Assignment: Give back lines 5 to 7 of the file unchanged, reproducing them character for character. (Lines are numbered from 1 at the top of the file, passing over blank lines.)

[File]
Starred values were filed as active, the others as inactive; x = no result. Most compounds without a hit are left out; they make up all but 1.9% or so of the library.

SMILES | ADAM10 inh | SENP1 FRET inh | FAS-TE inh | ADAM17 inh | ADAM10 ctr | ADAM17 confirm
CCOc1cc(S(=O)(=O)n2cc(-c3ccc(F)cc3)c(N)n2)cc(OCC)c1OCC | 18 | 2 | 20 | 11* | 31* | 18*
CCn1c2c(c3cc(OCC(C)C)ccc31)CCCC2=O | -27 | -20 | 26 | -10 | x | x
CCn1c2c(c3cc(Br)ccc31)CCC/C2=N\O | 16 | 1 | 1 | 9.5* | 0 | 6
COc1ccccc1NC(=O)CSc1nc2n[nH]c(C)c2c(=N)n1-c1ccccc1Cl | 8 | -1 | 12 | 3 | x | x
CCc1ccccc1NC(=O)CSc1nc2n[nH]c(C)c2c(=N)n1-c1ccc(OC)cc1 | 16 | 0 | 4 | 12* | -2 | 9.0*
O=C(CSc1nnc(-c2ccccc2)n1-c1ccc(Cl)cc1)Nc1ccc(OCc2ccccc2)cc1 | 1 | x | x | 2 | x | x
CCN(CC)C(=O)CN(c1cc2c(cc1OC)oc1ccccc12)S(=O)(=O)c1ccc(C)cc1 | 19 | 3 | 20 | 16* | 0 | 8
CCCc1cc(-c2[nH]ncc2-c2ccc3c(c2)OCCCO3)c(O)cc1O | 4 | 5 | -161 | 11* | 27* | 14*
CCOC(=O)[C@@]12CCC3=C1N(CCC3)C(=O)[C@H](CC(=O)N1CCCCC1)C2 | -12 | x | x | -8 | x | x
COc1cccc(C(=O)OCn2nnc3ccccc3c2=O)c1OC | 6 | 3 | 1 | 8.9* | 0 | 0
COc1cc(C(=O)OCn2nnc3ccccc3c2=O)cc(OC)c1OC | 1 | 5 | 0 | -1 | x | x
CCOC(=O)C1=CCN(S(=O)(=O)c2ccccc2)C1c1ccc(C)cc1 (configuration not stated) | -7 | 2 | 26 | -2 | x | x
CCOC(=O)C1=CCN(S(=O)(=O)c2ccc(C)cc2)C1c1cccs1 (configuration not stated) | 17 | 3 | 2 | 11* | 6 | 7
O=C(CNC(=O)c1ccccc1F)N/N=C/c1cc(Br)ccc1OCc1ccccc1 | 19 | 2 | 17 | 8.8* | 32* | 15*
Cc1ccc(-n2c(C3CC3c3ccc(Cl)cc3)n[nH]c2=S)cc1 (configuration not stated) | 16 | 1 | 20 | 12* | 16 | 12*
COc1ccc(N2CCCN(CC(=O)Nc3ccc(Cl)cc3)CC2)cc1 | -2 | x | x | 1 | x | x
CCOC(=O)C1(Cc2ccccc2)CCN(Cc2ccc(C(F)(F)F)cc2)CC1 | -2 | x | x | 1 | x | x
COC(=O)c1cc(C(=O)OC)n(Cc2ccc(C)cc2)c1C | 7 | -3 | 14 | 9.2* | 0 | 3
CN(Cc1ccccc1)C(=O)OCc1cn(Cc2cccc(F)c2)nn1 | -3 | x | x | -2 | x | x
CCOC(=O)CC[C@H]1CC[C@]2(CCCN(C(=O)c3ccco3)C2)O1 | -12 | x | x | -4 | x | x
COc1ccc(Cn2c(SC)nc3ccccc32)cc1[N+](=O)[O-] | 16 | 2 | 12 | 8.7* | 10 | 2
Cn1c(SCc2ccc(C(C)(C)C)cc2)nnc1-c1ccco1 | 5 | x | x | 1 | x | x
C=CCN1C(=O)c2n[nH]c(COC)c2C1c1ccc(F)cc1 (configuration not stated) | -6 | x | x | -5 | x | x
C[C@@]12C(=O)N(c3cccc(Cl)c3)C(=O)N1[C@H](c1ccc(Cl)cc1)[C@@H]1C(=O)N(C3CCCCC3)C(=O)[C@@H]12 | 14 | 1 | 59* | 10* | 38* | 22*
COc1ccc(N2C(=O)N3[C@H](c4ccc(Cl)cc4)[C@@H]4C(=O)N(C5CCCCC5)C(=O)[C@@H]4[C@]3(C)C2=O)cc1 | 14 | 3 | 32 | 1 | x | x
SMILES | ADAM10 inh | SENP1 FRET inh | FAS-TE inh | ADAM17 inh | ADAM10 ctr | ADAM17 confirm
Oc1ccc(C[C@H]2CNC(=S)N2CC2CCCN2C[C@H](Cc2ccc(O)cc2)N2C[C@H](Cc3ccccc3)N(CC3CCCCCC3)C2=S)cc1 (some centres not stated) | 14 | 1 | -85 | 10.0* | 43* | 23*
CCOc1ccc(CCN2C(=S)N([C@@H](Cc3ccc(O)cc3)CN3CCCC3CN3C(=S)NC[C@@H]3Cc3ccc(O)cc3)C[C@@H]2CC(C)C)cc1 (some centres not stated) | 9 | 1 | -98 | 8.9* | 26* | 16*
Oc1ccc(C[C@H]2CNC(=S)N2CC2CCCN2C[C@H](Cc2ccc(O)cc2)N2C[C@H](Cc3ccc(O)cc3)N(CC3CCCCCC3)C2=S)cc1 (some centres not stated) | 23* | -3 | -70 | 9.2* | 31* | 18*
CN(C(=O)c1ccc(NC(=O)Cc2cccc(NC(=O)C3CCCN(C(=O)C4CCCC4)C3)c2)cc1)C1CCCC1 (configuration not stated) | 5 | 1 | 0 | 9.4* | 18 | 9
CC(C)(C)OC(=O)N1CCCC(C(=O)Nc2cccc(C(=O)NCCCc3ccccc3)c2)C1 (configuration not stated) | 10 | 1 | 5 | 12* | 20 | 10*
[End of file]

CCn1c2c(c3cc(Br)ccc31)CCC/C2=N\O | 16 | 1 | 1 | 9.5* | 0 | 6
COc1ccccc1NC(=O)CSc1nc2n[nH]c(C)c2c(=N)n1-c1ccccc1Cl | 8 | -1 | 12 | 3 | x | x
CCc1ccccc1NC(=O)CSc1nc2n[nH]c(C)c2c(=N)n1-c1ccc(OC)cc1 | 16 | 0 | 4 | 12* | -2 | 9.0*